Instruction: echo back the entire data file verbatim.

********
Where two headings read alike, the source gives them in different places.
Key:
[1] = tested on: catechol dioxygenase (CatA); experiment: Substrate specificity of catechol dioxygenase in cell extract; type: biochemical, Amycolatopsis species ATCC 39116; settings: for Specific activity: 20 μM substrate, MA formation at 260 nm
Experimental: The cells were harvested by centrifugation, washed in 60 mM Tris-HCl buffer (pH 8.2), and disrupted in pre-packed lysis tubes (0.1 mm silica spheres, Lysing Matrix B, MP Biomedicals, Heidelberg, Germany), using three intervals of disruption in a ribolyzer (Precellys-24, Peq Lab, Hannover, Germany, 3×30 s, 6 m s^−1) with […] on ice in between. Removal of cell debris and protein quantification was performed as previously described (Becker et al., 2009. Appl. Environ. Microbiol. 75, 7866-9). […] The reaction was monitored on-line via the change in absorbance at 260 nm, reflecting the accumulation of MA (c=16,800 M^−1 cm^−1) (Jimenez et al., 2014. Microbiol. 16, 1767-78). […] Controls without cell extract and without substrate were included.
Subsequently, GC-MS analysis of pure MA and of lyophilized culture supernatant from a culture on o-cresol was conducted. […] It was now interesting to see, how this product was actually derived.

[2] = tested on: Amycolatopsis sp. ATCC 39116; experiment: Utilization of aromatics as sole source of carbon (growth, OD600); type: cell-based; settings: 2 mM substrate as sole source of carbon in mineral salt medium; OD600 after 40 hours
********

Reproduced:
Where two headings read alike, the source gives them in different places.
Key:
[1] = tested on: catechol dioxygenase (CatA); experiment: Substrate specificity of catechol dioxygenase in cell extract; type: biochemical, Amycolatopsis species ATCC 39116; settings: for Specific activity: 20 μM substrate, MA formation at 260 nm
Experimental: The cells were harvested by centrifugation, washed in 60 mM Tris-HCl buffer (pH 8.2), and disrupted in pre-packed lysis tubes (0.1 mm silica spheres, Lysing Matrix B, MP Biomedicals, Heidelberg, Germany), using three intervals of disruption in a ribolyzer (Precellys-24, Peq Lab, Hannover, Germany, 3×30 s, 6 m s^−1) with […] on ice in between. Removal of cell debris and protein quantification was performed as previously described (Becker et al., 2009. Appl. Environ. Microbiol. 75, 7866-9). […] The reaction was monitored on-line via the change in absorbance at 260 nm, reflecting the accumulation of MA (c=16,800 M^−1 cm^−1) (Jimenez et al., 2014. Microbiol. 16, 1767-78). […] Controls without cell extract and without substrate were included.
Subsequently, GC-MS analysis of pure MA and of lyophilized culture supernatant from a culture on o-cresol was conducted. […] It was now interesting to see, how this product was actually derived.

[2] = tested on: Amycolatopsis sp. ATCC 39116; experiment: Utilization of aromatics as sole source of carbon (growth, OD600); type: cell-based; settings: 2 mM substrate as sole source of carbon in mineral salt medium; OD600 after 40 hours